Schiit Freya+ Preamp and Bifrost 2 DAC


Equipment report
Tubed preamplifiers,
Digital-to-analog converters
Schiit Freya+ Preamp and Bifrost 2 DAC

Schiit has all the answers. Or at least they have enough reasonably priced products to furnish a full system (sans loudspeakers), whether it be on the desktop or full two-channel. It’s an impressive line of products, and one that has largely remained in the sub-$1k range, which in itself is worth talking about. It’s also all made in America, and its designs are admirably consistent across component categories. I’ve wanted to review a full Schiit system for a while now, and recently settled for a nearly full Schiit system instead: the Freya+ preamplifier ($899) and the updated Bifrost 2 DAC ($699).

Starting out and working my way in, the Bifrost 2 is a “True Multibit” DAC, employed in conjunction with Schiit’s custom in-house digital filter. The Bifrost 2 also incorporates a new proprietary USB input, called Unison USB. Beyond that, Schiit took the original Bifrost and gave it some upgrades. It changed out the power supply, switched to a new 18-bit Analog Devices AD5781ARUZ D/A converter, swapped in that new custom USB, and made future updates easier. The Bifrost2 also includes a remote control (for source switching and phase inversion) and balanced outputs, which is nice. It accepts formats up to 24/192 on all inputs (USB, coax, optical). But truth be told, I’m not much of a digital person, and a lot of the technical jargon goes above my head, and I suspect that holds true for the majority of hi-fi listeners. So to simplify just a bit, the Bitfrost 2 is a serious DAC with the ability to play a wide range of files, accepts USB, coax, and optical inputs, and works on most platforms.

Next up is the Freya+ preamplifier. It functions in one of three modes: passive; differential solid-state buffer for balanced outputs; and differential tube gain for that sweet, syrupy tube sound. Which also means that if the tubes ever go out, you can switch over to the solid-state mode while they’re being replaced. And let’s be honest: Tubes do go out. They start making weird sounds; they hiss, fart, burp, and make all other manner of very rude noises. It’s just the nature of the tube. Schiit claims the Freya+ tube stage is “whisper-silent,” and I found that to be more or less accurate, but tubes are never going to be perfect.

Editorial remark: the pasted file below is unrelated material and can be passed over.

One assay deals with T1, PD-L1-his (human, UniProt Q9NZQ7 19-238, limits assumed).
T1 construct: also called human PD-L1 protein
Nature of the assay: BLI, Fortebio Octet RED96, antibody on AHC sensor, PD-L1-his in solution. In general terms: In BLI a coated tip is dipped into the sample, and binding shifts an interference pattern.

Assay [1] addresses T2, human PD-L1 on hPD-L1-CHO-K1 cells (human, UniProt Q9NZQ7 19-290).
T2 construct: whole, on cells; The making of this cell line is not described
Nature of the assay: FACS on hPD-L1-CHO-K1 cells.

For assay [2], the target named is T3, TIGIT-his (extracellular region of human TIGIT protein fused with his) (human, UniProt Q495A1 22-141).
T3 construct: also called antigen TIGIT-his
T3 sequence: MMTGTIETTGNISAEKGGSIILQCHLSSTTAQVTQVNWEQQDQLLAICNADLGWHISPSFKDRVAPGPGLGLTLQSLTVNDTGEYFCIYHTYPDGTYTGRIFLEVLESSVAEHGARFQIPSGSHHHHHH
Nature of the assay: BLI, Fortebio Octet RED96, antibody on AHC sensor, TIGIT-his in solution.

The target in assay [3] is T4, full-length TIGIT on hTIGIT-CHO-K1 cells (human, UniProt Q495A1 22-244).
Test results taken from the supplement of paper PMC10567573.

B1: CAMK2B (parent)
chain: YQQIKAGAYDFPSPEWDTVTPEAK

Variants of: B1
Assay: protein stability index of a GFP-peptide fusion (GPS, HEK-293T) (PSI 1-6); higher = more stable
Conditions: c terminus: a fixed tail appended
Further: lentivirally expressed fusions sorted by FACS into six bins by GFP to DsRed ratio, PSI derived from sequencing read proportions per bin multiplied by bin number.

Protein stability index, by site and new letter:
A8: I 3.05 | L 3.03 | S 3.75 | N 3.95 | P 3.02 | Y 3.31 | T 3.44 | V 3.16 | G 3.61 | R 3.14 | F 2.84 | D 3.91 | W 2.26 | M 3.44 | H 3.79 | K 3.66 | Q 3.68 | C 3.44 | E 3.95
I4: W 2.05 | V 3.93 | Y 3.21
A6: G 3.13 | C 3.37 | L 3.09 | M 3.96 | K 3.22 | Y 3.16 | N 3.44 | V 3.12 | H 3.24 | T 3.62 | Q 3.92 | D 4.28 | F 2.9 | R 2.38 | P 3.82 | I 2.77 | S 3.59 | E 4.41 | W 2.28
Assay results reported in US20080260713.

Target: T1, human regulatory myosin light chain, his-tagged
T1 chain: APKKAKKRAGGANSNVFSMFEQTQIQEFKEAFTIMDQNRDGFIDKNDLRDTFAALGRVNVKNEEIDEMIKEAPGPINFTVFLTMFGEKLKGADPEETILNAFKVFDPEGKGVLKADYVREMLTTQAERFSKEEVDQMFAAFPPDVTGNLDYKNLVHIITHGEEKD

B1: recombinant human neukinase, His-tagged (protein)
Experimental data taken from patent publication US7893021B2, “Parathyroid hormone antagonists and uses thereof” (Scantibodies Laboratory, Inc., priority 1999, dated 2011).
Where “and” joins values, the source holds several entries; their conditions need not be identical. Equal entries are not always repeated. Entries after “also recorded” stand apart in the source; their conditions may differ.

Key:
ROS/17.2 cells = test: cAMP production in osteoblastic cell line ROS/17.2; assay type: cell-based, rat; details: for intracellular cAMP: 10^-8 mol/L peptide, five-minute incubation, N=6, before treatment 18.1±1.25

There are a total of five inputs, two balanced and three unbalanced, along with one balanced output and two unbalanced outputs. The volume control uses a relay-switched stepped attenuator; so there’s some fun clicking when it turns. And finally, most important of all, there’s a remote, a very nice, heavy slab of aluminum with mute, volume, output mode selection, and input selection. Historically, Schiit remotes have been a little on the boring plastic-afterthought side, but this is a nice little hefty thing. So good job, Schiit.

Overall, both the Freya+ and the Bifrost 2 exemplify Schiit Design Theory Principles. They both feature the curved sled front, where the front face and the top plate are one single bent sheet of aluminum that slides on to cover the bottom, sides, and back, where the guts reside. Both my units are industrial silver, which I always prefer, although the Bifrost 2 does come in black. The volume control knob on the Freya+ and the source selection buttons on both units are very shiny, which I know is a primitive small-brain sort of thing to point out, but in general I don’t find Schiit to be all that great about aesthetic details. But here, those shiny knobs give Schitt’s otherwise very basic forms a slightly more elevated look. Schiit gear generally shies away from fancy LEDs, soft-touch buttons, and big fat chunky faceplates with intricate racing stripes, and favors high-quality components that hopefully sound good. At least that’s the theory, anyway.

Getting set up was pretty straight forward. I connected my Cambridge Audio CXN v2 to the Bifrost 2 via coax, connected the Bifrost 2 via unbalanced RCA to the Freya+, and ran the Freya+ into my Parasound Halo Integrated 6 in home-theater bypass mode, which essentially turned it into a power amp. Later on, I swapped out the HINT 6 for a more traditional power amp, the Emotiva A-150. However, I actually preferred the sound I got from my HINT 6 over the Emotiva, so all my listening notes will be based on that setup, unless otherwise noted. I also stuck with the supplied 6SN7 JJ tubes, frankly because I don’t feel like tumbling into the tube-rolling money pit again, but rolling is a real thing and worth trying out if you have unlimited cash, patience, and a masochistic streak.

Okay, all of that out of the way, I powered everything up. And my first impressions were very positive. Schiit claims the Freya+’s tube stage is quiet, and it’s definitely right about that. I’ve had some noisy, hissy, angry tubes in my system, but I can hear absolutely nothing at a moderate volume from my listening seat through my fairly sensitive GoldenEar Triton Three+ speakers.